Cameron to meet Turkish president for counter-terror talks

Cameron to meet Turkish president for counter-terror talks
UK Prime Minister David Cameron is set to fly to Turkey to discuss the issue of foreign fighters traveling to the country en route to join the Islamic State (IS, formerly ISIS, ISIL) in Syria and Iraq.

He will meet Turkish President Recep Tayyip Erdoğan and Prime Minister Ahmet Davutoglu on Tuesday in Ankara. The talks are aimed at building on existing counter-terrorism cooperation between the two states.

Cameron will discuss the problem of UK citizens entering Turkey to slip through the border with Syria to join ISIS. Turkey's 800-mile-long, porous border with Syria and Iraq has served as the main gateway for foreign fighters wishing to join militant groups.

Cameron and Erdoğan are also expected to discuss Turkey’s efforts to join the European Union, which the UK supports.

AFP Photo / Welayat Salahuddin

Asked whether Cameron would raise concerns about human rights abuses and repression in Turkey, his spokesman claimed: “No issue is ever off the table.”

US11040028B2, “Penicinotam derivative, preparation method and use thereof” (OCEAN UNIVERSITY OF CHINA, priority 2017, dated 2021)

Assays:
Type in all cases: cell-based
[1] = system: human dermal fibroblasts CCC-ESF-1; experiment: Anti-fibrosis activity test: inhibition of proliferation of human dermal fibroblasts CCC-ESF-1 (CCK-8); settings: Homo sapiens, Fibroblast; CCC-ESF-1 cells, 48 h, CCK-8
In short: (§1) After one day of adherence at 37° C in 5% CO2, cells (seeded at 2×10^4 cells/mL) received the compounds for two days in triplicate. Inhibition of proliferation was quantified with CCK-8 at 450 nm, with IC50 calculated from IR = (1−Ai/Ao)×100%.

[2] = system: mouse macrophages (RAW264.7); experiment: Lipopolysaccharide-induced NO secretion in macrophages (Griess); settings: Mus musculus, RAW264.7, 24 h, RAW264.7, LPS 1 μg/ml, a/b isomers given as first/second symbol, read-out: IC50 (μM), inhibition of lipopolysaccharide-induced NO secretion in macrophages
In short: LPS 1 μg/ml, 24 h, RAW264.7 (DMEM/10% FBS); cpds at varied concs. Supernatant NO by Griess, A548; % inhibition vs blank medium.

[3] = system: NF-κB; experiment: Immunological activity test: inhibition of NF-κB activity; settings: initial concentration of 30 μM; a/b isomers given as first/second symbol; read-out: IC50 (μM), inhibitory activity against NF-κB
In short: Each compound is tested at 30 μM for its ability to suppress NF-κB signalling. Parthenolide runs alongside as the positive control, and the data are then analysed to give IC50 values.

“The focus, particularly given current events in Syria and Iraq and in that region, will be CT (counter terrorism) and ISIL,” he added. “Certainly people traveling overseas from the UK to take part in terror activity is very much part of that relationship we have with [Turkey],” Cameron's spokesman added.

READ MORE:More than 7,000 ISIS supporters barred entry to Turkey

Around 500 Britons are estimated to have traveled to the region to join fighters, while around half of those are thought to have returned to the UK.

Turkey and the US have reportedly been discussing the possibility of establishing a no-fly zone over northern Syria. In return, the US could use its Incirlik air base to launch strikes against ISIS.

READ MORE:‘Common enemy’: Former ISIS member calls Turkey an ‘ally’ in fight against Kurds

More than 200,000 people have been killed in the Syrian civil war to date, and half the population has been displaced by the conflict.